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Malawi humanist group fights for release of ‘witches’


Based on a story from the NYASA Times, 12/1/2011 and Zodiak online, 11/1/2011

A secular humanist society in Malawi is raising funds to pay for the release of women imprisoned after being accused of witchcraft.

Three women aged 62, 72, and 80 have recently been released after the Association of Secular Humanism paid their fines through donations. The women were sentenced to a year’s imprisonment in December, after defaulting on fines they couldn’t afford.

The group claims another 50 women remain imprisoned following witchcraft accusations from neighbours.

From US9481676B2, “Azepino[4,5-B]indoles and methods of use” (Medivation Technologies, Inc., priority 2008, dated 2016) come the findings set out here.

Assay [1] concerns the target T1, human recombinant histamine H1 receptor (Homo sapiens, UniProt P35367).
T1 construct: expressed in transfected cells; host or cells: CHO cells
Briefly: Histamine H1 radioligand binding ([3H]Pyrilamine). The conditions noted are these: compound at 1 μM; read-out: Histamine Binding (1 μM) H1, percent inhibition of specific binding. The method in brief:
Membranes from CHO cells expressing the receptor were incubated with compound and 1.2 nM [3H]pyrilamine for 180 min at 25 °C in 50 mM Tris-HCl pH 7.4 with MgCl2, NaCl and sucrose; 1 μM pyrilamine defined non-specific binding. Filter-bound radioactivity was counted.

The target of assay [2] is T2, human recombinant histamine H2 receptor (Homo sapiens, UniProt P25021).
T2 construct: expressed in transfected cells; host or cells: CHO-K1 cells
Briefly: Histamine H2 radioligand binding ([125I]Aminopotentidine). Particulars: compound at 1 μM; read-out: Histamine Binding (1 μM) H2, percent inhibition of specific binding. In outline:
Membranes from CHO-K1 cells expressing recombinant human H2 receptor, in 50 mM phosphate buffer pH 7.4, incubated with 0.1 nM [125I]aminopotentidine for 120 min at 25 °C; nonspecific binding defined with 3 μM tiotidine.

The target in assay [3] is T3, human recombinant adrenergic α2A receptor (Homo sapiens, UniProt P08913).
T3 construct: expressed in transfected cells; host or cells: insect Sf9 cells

While belief in witchcraft is still widespread in Malawi it is not recognised in law. Any person making an accusation of witchcraft could, in fact, be charged, although this rule does not appear to be uniformly followed across the country.

The Executive Director of the Humanist Group, George Thindwa, accuses police and prosecutors in the lower courts of using the wide-ranging ‘breach of the peace’ laws to charge women after a witchcraft accusation has been made.

Thindwa has previously called on the Malawian President Bingu wa Mutharika to step in and order the women’s release.

Malawi clearly has a long way to go before practical reality matches the legal situation, but it’s a positive step that a humanist group is working to help women in this way.

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